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I won’t be 62 when I retire; can I continue to work for the university after retirement?

Those who retire before age 62 must execute a “bona fide” termination, as required by the Internal Revenue Service (IRS). If you are younger than age 62 at retirement, you must complete all the necessary paperwork to apply for and initiate your retirement, and you are not eligible to return to work unless meeting certain criteria.

The following factors are key in determining if a “bona fide” termination took place:

  • The employee and the employer did not engage in discussions regarding reemployment before the employee’s separation from service. The IRS has singled out this factor as critical to support the occurrence of a true separation. Therefore, for employees who have not reached normal retirement age, discussions about reemployment are prohibited.
  • The length of the break in service before reemployment is reasonable—at least 90 days.
  • Upon separation from service, the employee surrendered something of value, such as seniority rights or access to benefits available only to active employees.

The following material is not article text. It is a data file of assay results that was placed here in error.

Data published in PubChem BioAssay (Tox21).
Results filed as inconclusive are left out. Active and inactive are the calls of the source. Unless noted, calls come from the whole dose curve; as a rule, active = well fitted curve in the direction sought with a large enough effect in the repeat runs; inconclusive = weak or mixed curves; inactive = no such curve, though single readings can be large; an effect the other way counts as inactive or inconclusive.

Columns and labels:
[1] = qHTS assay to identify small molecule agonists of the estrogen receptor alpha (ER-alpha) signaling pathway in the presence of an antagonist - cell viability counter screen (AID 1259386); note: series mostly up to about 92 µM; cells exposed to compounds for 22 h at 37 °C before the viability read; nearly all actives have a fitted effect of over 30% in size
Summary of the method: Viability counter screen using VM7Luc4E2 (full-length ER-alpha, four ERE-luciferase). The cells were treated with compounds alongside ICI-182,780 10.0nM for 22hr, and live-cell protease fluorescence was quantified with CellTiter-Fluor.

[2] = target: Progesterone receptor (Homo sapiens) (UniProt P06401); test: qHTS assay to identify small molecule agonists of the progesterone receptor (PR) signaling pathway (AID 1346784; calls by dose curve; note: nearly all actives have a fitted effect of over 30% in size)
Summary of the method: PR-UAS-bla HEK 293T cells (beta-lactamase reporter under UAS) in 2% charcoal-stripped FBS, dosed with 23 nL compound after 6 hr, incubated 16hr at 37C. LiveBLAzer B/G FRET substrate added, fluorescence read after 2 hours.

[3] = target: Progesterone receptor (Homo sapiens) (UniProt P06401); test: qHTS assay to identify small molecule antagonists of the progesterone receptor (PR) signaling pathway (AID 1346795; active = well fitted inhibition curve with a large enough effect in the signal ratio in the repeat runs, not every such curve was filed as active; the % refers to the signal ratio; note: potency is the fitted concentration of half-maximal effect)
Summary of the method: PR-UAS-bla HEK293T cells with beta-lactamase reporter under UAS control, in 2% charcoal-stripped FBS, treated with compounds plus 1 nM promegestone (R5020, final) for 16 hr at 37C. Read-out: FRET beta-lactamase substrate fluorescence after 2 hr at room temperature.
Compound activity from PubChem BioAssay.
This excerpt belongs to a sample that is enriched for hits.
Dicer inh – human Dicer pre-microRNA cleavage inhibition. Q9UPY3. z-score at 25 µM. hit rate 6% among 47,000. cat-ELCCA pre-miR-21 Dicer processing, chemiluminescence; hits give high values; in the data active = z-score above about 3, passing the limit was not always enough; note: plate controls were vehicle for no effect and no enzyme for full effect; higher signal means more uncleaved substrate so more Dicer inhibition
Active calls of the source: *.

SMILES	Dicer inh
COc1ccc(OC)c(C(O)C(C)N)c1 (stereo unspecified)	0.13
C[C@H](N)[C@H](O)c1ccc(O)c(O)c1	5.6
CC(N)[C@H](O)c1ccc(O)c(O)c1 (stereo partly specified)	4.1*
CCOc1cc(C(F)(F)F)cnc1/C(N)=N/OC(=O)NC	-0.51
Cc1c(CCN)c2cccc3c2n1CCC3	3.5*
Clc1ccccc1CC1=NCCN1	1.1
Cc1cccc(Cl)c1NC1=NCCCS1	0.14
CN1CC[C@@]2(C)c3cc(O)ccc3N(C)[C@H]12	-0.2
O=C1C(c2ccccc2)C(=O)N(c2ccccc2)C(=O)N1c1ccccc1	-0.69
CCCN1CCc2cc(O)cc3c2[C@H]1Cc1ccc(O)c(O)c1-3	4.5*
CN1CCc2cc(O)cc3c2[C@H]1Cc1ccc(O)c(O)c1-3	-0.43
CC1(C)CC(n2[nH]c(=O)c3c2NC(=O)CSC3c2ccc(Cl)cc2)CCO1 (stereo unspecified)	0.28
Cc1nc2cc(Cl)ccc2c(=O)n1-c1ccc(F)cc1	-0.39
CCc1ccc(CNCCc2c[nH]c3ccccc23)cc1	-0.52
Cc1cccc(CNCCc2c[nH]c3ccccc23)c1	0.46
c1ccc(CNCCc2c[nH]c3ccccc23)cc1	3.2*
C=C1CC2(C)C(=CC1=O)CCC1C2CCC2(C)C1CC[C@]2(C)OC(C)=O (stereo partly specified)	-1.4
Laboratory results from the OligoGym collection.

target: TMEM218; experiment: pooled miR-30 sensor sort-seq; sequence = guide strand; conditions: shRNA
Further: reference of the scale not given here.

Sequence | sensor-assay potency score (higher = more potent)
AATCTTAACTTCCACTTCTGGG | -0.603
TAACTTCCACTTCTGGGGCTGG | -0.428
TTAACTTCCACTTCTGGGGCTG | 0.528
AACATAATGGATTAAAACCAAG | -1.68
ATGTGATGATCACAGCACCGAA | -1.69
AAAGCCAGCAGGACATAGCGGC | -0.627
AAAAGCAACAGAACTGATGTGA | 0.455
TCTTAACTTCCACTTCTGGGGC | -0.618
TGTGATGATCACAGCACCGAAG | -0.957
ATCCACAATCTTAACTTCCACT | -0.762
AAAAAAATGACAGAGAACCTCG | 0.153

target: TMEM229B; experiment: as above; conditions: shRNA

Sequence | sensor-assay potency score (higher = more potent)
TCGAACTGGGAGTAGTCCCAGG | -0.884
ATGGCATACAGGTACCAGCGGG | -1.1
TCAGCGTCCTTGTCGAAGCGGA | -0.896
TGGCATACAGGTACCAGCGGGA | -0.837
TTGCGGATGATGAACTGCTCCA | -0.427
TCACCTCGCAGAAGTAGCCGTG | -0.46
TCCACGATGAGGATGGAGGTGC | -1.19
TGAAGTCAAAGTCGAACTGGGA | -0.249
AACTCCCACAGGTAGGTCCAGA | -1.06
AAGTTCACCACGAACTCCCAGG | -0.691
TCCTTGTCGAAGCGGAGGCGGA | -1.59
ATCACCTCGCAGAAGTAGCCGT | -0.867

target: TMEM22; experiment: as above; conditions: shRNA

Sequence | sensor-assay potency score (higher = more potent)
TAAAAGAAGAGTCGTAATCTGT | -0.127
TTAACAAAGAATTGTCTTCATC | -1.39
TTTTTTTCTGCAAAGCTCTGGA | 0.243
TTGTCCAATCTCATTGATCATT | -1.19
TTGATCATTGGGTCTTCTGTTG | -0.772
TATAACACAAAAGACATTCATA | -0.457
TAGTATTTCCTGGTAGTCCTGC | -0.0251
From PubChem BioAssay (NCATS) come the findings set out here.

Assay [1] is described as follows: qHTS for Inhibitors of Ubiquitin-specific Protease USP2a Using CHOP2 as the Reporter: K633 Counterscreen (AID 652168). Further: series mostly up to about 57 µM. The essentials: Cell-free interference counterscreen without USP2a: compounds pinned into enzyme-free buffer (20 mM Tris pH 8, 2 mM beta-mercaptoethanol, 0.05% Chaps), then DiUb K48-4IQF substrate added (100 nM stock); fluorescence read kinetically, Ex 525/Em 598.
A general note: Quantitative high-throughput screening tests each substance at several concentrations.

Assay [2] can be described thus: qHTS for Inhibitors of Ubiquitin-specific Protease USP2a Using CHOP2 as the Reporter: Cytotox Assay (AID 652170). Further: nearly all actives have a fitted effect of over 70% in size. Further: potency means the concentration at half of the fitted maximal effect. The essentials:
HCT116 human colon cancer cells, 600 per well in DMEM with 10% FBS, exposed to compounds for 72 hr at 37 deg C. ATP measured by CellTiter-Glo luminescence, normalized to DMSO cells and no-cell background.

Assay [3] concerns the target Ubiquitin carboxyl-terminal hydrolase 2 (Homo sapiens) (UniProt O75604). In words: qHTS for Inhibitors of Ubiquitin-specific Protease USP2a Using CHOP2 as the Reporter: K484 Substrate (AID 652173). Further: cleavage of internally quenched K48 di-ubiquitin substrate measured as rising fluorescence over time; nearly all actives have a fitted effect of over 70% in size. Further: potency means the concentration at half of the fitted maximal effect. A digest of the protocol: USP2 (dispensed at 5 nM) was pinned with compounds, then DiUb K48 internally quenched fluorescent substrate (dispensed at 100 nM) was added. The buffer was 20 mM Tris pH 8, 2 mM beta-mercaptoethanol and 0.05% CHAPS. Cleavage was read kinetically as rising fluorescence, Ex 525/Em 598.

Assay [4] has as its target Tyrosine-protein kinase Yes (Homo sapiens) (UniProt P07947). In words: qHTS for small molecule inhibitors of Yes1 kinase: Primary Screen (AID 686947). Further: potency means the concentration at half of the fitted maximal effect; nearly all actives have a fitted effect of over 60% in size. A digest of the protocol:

• The employer processed the employee as if he or she were separating from service. For example:
    • A COBRA election or information on retiree health insurance coverage was provided to the employee upon separation, or
    • A separation date was entered into the payroll/personnel system.

If you are under age 62 at the time of retirement:

  • There can be no discussion of rehire before your retirement date has passed.
  • You must have a break in service of at least 90 days before returning to work.

If these criteria are met, then at the department’s and university’s discretion, you may return to work, but only on a part-time basis. In other words, you may work at less than 75% full-time equivalency (FTE).

  • The “less than 75% FTE” threshold is measured including all appointments you may hold at any given time.
  • The decision of whether you will be offered employment is at the department’s and university’s discretion.